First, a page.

Food. It has the potential to restore the health of our environment or send us into unprecedented environmental destruction. It is something that each of us interacts with everyday and yet we have also become more distant from its roots than ever in history. So how can we use such a simple element of life on earth to not only reduce our plastic pollution but also improve the health of people and ecosystems?

(Photo credit: Katlin Tilly/eXXpedition)

Food Security Explained

When visiting places such as The Galápagos and Easter Island, the problems of food security become very obvious – islands have a unique ability to demonstrate the concept of resource scarcity. Food security looks at a nations’ ability to provide sufficient access to consistent, affordable and nutritious food. If we relate this to our journey from Galápagos to Easter Island, we ran out of fresh fruit and vegetables after the first week. If Easter Island is one of the world’s most remote places, we must ask, how are they able to access consistent, affordable and nutritious food?

Why does Food Security Matter?

Small islands are particularly vulnerable to food insecurity. Due to limited space, undesirable growing conditions or a lack of industry support, a majority of food is imported. This creates three key negative impacts – Firstly, it creates a trade imbalance as the local economy is not supported and money is often sent to larger nations. The added costs of transportation and sometimes taxes also reduces the affordability of the food. Secondly, when fresh produce travels long distances, the nutritional value is generally reduced. If fresh produce is a lower quality and more expensive, people are more inclined to opt towards processed foods. This is creating major health impacts such as obesity, diabetes and heart problems. Finally, food importation creates major environmental impacts. Food importing results in the transportation of food from trucks to trains to boats to planes. All of which is greatly contributing to our carbon emissions. In addition to this, when food is transported it requires much more packaging which is a major element of plastic pollution. Finally, imported food often comes from large scale commercial farms which may not have the most sustainable farming practices.

(Photo credit: Katlin Tilly/eXXpedition)

So How Can you Help to Change Food Security?
  1. Support local farmers: The fastest and easiest way to know you are improving food security is through shopping locally. This has add on benefits including boosting the local economy, reducing your carbon footprint, eating seasonally and improving your own health. Visit farmers markets, talk to local farmers or sign up to local food delivery services.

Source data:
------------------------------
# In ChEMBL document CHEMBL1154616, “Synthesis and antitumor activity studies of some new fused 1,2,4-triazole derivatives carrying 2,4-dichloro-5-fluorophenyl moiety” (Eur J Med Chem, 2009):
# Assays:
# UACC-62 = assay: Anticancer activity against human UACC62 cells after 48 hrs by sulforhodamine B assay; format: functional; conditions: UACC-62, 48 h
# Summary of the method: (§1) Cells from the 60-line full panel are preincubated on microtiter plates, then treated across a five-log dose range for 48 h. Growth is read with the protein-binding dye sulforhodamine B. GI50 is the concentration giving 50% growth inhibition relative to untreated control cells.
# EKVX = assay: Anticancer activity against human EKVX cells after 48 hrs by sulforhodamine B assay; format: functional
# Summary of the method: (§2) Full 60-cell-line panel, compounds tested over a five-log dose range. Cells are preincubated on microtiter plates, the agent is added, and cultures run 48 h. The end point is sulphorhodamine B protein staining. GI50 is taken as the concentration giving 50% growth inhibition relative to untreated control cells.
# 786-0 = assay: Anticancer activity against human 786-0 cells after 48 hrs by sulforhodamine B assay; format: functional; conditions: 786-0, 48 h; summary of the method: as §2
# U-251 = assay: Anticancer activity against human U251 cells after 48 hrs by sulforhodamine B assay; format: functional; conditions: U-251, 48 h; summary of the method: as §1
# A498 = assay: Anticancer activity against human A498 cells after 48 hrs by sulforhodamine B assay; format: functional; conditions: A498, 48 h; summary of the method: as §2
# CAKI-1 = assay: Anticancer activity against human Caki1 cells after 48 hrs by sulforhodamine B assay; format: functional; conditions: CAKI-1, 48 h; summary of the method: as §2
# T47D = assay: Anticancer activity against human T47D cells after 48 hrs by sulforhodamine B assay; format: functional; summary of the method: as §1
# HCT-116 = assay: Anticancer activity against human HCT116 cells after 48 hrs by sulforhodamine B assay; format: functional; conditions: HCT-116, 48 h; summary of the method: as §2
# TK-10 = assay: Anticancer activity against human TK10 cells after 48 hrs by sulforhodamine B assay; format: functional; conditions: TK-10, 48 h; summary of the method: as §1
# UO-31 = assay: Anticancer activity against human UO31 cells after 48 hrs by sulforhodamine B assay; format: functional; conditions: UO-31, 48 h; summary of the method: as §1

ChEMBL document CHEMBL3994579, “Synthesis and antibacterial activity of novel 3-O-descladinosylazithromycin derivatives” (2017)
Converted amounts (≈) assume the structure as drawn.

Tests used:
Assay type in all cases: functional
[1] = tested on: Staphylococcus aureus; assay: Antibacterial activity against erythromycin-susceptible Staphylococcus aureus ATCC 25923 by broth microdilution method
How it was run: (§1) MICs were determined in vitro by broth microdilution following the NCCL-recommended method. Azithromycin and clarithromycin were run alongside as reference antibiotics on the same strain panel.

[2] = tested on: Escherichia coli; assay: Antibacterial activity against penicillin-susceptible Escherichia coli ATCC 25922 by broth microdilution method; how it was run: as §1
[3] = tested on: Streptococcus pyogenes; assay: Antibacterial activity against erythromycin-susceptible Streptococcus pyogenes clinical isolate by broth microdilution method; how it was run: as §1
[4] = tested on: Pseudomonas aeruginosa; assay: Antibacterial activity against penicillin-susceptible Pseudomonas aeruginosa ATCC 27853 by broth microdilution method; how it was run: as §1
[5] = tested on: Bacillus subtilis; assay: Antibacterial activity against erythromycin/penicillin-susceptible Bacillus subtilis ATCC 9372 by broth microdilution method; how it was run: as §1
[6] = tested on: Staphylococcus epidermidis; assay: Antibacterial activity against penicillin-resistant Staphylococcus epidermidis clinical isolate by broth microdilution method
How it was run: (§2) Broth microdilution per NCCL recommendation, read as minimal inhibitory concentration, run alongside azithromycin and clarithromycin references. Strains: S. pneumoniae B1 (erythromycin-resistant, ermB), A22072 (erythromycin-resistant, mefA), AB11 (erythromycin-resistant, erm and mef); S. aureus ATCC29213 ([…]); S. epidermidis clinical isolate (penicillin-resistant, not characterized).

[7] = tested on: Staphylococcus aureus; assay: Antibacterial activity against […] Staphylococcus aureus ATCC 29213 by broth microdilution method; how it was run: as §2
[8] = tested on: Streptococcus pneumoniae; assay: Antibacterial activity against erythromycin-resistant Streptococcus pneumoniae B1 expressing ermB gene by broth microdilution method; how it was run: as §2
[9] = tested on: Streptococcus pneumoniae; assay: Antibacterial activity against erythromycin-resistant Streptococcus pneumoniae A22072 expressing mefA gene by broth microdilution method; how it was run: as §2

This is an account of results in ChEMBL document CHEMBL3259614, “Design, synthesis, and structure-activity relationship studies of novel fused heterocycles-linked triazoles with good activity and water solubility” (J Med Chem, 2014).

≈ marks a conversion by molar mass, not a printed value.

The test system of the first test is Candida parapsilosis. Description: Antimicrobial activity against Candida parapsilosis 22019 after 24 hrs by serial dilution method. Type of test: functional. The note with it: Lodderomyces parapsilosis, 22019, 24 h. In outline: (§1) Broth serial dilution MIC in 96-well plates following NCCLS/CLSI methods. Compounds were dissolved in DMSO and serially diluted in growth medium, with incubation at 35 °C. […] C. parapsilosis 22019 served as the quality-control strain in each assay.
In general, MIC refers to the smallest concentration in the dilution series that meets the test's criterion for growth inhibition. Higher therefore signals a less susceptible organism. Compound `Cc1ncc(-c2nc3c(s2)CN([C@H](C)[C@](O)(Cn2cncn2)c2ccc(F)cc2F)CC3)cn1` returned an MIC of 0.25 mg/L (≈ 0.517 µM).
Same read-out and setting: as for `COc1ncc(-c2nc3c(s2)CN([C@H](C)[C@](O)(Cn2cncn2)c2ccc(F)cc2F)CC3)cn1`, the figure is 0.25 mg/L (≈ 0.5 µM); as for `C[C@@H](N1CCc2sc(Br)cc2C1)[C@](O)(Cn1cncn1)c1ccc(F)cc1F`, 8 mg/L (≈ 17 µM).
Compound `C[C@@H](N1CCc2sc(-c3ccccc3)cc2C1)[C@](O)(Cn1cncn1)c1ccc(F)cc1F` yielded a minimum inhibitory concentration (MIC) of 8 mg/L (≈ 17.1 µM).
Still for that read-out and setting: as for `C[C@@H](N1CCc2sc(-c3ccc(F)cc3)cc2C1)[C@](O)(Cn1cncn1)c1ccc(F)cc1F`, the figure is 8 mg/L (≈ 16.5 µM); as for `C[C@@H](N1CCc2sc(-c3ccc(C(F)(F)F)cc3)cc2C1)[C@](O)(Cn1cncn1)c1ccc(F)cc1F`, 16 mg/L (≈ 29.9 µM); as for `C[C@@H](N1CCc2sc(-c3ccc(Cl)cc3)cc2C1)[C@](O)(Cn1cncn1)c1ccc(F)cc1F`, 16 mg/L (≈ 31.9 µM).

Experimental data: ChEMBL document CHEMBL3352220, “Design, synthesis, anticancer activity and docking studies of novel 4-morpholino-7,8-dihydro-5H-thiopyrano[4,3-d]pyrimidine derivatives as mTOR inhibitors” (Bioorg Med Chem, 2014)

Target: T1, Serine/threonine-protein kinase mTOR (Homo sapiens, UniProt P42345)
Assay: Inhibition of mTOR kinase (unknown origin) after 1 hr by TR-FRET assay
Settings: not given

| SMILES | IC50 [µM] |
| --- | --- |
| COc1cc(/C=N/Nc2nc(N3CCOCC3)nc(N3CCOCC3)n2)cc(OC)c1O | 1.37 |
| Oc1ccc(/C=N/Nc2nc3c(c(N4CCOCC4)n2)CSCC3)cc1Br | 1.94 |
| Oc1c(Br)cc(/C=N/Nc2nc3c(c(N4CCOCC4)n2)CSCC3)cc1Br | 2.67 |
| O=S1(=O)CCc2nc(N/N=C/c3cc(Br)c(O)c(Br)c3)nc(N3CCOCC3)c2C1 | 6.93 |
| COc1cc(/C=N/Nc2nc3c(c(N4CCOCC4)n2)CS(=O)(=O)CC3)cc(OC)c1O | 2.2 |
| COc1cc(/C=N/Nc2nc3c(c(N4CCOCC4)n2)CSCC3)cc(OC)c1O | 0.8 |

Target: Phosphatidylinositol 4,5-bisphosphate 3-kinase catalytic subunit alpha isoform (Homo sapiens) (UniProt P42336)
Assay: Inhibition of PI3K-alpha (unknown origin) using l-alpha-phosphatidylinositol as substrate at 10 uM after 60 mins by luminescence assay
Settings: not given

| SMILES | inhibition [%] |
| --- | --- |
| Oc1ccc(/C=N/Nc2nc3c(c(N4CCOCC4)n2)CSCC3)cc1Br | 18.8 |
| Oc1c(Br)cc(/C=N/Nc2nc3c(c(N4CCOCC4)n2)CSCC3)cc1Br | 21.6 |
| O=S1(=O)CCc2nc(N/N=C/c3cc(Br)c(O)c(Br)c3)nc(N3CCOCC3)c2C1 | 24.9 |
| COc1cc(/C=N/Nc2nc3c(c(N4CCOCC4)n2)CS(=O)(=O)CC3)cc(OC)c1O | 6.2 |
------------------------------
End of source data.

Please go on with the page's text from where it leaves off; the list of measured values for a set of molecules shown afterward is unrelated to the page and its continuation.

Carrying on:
1. Reduce food wastage: Globally approximately 30% of all food produced is wasted. This can be from the producers to grocery stores to individual consumers. Each time food is wasted the resources (such as water, land, fuel and labour) that went into producing that food is all wasted. Personal choices such as supporting wonky fruit and veg, reusing leftovers and only buying what you will actually eat will all help to reduce this issue. Composting any food scraps will not only turn food waste into a resource but it will reduce the amount of rubbish sent to landfill (food cannot breakdown naturally when left in a plastic bin liner in landfill).


  1. Consider your meat consumption: This doesn’t mean you can never eat meat again, but try to at least pay more attention to the meat you are eating. Perhaps cut down the serving size, only eat meat once a week or only eat meat when you know that it has come from a sustainable and ethical source. There is a lot of variables that go into people’s personal meat intake. Try to find a balance that works for you and something that you believe is a sustainable level of consumption


  1. Eat less processed food: Food processing requires significant amounts of transportation, packaging and energy. The more our food reflects what is grown in nature the better for us and the planet. Over hundreds of years nature has perfected natural packaging and balances of nutrients so let’s leave it to nature and just eat real food.


  1. Support sustainable farming practices: Or even grow some of your own food. Regenerative agriculture or permaculture have the ability to not only support local ecosystems but also store excess carbon from the atmosphere. Look into how your food is grown or better yet create your own veggie patch.


  1. Slow down: Return to how we used to consume food. Throughout history food has had the power to develop cultures and bring communities together. In recent years, however, our relationship with food is shifting. We are trying to fast forward it. We microwave it, we eat it on the go, we drink it in a shake. If we can slow down and appreciate a family meal, appreciate how the food was grown and appreciate every element that made that meal available, society will celebrate food again instead of abusing it and taking it for granted.


Desert Island Song: Paradise by the dashboard light – Meatloaf

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